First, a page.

This is among the most unknowable eventualities at the moment. China has already indicated that it views a possible Trump presidency’s stance on the Paris Agreement and climate change as irresponsible and that it would not necessarily sway their own commitment. One of the bright areas for international climate policy in recent years was the cooperation between the US and China, which spurred the rapid ratification of the agreement by other countries. However, many in the climate community recall the George W. Bush Presidency as a cautionary example of where the lack of US leadership caused the crumbling of the Kyoto Treaty (after that treaty itself was negotiated to take into account US concerns). Many will see the abandonment of US pledges and authority as an irresponsible signal to countries not to make difficult decisions on perceived environment/economy trade-offs. On climate finance, the likely withdrawal of US funding for developing countries is not likely to be fully replaced with other sources, such as from the EU or Japan, which will further imperil participation in the agreement. There are significant differences now, however, China more than India feels a greater domestic impetus to rein in emissions and pollution but it’s not hard to imagine India also following suit, given the emergence of pollution as a political issue there. Both countries also have fast growing national clean energy industries that will benefit from a continued commitment to these climate pledges.


Does the US have any other significant environmental policies that may now be under threat, such as the Clean Power Plan?

The Clean Power Plan is the most obvious initial target of a Trump administration, given his campaign rhetoric around the ‘war on coal’. The plan was aimed at reigning in pollution from coal-fired power plants through a series of EPA regulations. It was brought to litigation by several Republican states and is scheduled to go before the Supreme Court early next year. The prospect of a Trump-appointed Supreme Court Justice, to fill the vacancy from Supreme Court Justice Scalia’s death earlier this year, leaves the plan’s future in serious doubt. While the coal industry’s perilous state is more a reflection of market forces, including competition from natural gas, a permissive administration could lift many of the restrictions on oil and gas drilling, pipeline construction, and mine operations that together will boost all fossil-fuel powered energy sources across the country. Federal spending on clean energy research and development is imperilled. Although Trump has acknowledged the importance of clean energy investments alongside fossil fuels, new and emerging clean technologies like electric vehicles and wave and tidal energy are almost certainly off the table in terms of government support.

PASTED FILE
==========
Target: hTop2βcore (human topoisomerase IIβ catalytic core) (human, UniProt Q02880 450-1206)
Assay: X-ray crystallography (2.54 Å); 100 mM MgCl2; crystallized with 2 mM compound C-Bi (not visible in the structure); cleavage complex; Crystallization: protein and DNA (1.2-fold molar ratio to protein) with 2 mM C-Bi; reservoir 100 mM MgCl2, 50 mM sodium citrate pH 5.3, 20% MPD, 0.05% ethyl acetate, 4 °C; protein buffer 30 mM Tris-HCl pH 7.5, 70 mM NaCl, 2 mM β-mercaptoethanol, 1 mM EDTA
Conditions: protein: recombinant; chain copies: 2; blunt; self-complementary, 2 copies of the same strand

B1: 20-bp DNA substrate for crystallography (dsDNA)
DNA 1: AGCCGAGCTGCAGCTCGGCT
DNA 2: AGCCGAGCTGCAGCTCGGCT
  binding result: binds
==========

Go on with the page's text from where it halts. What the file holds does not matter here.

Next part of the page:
Has the Marrakesh climate conference included any discussion as to the US position on climate change?

The meeting in Marrakesh was supposed to focus on a welcome problem—the Paris Agreement entered into force faster than anticipated and before rules and processes for implementing the agreement were fully developed. So climate change negotiators at Marrakesh have reacted with alarm at the election of Trump with its manifold threats to international climate cooperation. The Paris Agreement was the culmination of many years of negotiation and compromising and the prospect of a sudden reversal in the agreement’s future due to a new US administration has meant a shift in focus towards unpacking possible future scenarios. Developing countries are increasingly feeling the costly and harmful effects of climate change and now the prospect that they will receive promised amounts of funding and support from developed countries has receded even further. The mood at the end of the first week, however, was one of defiance as many countries saw the US position as important but not one to scupper the entire agreement.


What are the wider implications of Mr Trump’s election for the future of climate change? What other significant issues do you see arising?

Beyond the geopolitical consideration of withdrawal from the Paris Agreement are the harsh realities for climate science. Current global trends take projected planetary warming far above the two degrees Celsius threshold that climate scientists agree is necessary to keep the planet habitable for future generations. The agreement was already criticised by many environmental groups for a lack of ambition in emissions reductions pledges. Without the US’s contribution and the likelihood of any one country or group of countries to step into the breach, the maths for staying below the two degrees Celsius target becomes near impossible. The newly created Green Climate Fund will most likely not receive the US$2.5bn still owed to it by the US, which imperils the lives of many millions of people residing in regions and countries that have the least capacity to deal with an increasingly unpredictable climate. Words and actions have consequences and the world shall soon see just how vital one figure can be.


Interviewed by Julian Sayarer. The views expressed by our Legal Analysis interviewees are not necessarily those of the proprietor.